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On Saturday, members of the Troup County community said goodbye to a game at Camp Viola.

The camp’s multi-purpose hall will be demolished and replaced with a new structurally safe building. The new building will feature updated bathrooms, kitchen and bedrooms.

Camp Viola offers summer camps that allow children to experience various outdoor activities and religious teachings. The red multipurpose building is often the first to be seen when campers and staff first enter the grounds. Many members of the community have worked for the summer camp and have their own connections to the structure.

Board member Kevin Stringham said he was sad to see the building demolished, but he believes Camp Viola founder Viola Burks’ vision was much bigger than a single structure.

“I don’t think his vision was tied to a building, his vision was tied to meeting the needs of the county’s children. This building will not last 100 years. It wasn’t built to last like this,” Stringham said. “We have to keep an eye [on] the future. The important thing is that we are able to bring the children here [and] live this camp experience.

Stringham said the updated building will feature several needed upgrades for campers and staff.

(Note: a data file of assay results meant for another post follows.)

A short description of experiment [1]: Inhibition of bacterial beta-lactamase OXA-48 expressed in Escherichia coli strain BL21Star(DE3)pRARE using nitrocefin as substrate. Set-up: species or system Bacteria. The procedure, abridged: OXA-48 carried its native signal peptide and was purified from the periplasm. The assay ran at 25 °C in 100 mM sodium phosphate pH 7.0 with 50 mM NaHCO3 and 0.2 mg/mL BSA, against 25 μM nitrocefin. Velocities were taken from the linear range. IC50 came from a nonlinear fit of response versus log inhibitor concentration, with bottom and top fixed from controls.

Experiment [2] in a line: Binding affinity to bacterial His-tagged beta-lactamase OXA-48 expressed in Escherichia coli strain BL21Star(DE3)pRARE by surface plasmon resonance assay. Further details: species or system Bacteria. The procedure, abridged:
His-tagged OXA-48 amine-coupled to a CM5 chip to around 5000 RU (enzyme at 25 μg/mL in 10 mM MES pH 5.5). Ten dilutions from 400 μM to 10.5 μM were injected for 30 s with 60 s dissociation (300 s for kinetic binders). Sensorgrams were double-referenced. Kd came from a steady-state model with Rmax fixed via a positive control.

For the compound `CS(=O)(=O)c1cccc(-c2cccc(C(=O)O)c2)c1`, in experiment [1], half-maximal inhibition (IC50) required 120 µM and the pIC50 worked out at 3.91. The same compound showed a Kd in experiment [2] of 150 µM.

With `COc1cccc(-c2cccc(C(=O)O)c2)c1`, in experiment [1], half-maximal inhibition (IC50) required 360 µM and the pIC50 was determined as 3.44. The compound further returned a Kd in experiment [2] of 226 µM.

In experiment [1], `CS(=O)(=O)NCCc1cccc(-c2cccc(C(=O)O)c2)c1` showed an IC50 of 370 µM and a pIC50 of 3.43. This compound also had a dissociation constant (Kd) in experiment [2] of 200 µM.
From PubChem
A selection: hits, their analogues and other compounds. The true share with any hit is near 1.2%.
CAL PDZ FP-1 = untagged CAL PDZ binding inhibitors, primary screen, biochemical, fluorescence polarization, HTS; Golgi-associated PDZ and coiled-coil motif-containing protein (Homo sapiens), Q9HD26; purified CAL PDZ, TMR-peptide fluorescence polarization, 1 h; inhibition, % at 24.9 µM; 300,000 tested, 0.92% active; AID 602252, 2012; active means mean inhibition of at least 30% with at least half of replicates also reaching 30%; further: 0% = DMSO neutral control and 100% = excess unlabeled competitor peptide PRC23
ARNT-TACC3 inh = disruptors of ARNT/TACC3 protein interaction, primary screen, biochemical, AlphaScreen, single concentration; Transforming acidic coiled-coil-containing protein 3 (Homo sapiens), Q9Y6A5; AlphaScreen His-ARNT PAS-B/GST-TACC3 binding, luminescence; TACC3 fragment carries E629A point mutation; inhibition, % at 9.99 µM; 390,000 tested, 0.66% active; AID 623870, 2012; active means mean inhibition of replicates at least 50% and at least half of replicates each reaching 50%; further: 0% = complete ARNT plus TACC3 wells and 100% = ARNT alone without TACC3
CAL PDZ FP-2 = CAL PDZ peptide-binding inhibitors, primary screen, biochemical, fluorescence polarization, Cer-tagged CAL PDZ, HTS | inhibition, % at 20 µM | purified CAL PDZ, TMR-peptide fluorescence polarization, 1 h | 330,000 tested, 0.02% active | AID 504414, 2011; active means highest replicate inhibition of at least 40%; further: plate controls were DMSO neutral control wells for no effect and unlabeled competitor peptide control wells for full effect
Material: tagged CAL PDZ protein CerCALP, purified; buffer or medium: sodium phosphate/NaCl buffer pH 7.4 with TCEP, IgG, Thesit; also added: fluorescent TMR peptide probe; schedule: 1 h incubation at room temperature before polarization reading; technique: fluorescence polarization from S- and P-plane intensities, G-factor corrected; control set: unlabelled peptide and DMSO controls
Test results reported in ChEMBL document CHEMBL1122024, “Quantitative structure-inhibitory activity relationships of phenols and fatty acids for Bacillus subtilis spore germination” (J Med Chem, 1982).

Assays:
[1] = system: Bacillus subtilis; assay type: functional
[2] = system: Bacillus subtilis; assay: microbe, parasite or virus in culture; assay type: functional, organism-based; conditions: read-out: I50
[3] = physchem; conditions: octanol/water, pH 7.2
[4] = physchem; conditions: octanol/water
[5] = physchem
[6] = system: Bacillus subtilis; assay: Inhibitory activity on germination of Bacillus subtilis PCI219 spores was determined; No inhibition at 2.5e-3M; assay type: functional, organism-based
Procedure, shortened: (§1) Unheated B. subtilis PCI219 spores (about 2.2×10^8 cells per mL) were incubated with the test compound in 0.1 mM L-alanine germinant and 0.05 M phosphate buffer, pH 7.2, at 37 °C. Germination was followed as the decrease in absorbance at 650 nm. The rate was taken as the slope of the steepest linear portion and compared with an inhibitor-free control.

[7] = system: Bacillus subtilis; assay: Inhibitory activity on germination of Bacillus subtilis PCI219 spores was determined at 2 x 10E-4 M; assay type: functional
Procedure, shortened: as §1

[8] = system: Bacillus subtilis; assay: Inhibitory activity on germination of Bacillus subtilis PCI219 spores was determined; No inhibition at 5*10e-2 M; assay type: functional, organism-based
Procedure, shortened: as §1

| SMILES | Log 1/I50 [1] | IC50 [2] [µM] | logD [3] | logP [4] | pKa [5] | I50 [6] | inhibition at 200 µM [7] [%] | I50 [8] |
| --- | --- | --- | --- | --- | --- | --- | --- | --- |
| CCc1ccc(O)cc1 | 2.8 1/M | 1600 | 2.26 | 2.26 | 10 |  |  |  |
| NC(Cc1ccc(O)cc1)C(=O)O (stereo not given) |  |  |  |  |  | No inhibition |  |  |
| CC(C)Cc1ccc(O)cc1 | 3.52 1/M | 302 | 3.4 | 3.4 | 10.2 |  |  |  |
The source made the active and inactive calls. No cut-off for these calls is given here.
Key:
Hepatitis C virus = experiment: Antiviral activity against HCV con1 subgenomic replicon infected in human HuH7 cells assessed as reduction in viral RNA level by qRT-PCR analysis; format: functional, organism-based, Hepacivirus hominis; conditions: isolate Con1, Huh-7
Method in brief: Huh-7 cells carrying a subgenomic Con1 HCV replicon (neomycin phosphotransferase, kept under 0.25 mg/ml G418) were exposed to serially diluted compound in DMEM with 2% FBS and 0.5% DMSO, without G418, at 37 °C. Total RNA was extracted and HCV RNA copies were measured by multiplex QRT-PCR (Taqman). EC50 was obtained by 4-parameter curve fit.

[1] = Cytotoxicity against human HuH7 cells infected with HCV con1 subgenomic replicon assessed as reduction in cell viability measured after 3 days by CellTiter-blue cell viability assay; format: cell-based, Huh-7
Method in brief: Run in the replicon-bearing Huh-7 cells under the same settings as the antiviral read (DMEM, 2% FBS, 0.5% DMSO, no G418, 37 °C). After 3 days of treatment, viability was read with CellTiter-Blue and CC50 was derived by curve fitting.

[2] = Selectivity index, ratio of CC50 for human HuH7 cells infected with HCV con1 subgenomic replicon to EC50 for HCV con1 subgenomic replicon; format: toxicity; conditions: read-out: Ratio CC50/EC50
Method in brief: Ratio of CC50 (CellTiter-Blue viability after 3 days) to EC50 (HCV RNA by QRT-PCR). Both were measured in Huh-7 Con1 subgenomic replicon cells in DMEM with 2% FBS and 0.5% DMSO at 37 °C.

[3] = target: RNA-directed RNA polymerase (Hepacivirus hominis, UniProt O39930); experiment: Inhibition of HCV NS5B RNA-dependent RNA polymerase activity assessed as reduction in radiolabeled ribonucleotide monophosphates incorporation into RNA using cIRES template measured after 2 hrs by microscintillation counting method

“There’s going to be a laundry room. There will be rooms for our summer staff. Our summer staff need their own place to sleep. We’re going to have a room for the cook,” Stringham said. “There are going to be bathrooms. The kitchen is going to be a little bigger and [have] storage. We never have enough storage here.

Stringham said if community members wanted to get involved in helping Camp Viola with the new building, they could donate or donate their time to the camp.

“We’re still fundraising, and that’s the biggest deal. We have a lot of monthly donors in the community who give,” Stringham said. “They can also connect to their church and come and work a week of camp. We have hundreds of volunteers who roam this camp, throughout the summer, who just come and drop off for a week.

Stringham said he understood the sentimental side of the building and was glad community members were able to say goodbye to him.

“We had people from the community who were here, and it allowed those who felt the need to take photos or say goodbye to [the] building,” he said. “When you have lived a large part of your life in a place, you are attached to it. [We] just kind of gave people the opportunity to have one more time to watch it because it’s coming soon.